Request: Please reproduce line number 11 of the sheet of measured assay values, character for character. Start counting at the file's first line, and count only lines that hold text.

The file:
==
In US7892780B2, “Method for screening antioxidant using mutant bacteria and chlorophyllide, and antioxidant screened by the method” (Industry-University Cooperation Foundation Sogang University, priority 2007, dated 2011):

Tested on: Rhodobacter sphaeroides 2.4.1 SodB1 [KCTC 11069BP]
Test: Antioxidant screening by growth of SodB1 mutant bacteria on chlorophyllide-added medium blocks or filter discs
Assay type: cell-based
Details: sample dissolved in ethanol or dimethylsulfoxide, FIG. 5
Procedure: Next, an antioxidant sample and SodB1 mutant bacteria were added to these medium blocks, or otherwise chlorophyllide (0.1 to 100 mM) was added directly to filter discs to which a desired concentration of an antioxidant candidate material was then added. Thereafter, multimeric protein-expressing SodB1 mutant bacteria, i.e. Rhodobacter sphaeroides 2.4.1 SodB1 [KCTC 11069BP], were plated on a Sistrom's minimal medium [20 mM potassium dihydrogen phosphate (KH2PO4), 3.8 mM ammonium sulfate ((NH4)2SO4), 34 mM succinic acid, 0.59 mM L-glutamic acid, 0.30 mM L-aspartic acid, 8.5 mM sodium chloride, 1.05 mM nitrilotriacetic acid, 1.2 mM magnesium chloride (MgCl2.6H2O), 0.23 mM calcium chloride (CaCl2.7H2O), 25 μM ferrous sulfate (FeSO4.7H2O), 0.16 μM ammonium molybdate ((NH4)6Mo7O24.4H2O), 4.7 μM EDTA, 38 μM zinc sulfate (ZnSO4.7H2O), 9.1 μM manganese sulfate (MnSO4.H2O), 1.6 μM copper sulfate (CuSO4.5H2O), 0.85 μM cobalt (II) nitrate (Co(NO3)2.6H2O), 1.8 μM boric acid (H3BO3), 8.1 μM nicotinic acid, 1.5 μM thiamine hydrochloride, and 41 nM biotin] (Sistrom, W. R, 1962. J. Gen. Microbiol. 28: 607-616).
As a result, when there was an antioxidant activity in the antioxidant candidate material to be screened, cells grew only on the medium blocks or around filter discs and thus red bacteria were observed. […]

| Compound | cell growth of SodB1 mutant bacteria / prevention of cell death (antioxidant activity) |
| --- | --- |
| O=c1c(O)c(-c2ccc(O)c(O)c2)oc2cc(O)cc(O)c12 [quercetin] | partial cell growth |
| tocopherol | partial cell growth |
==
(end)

| tocopherol | partial cell growth |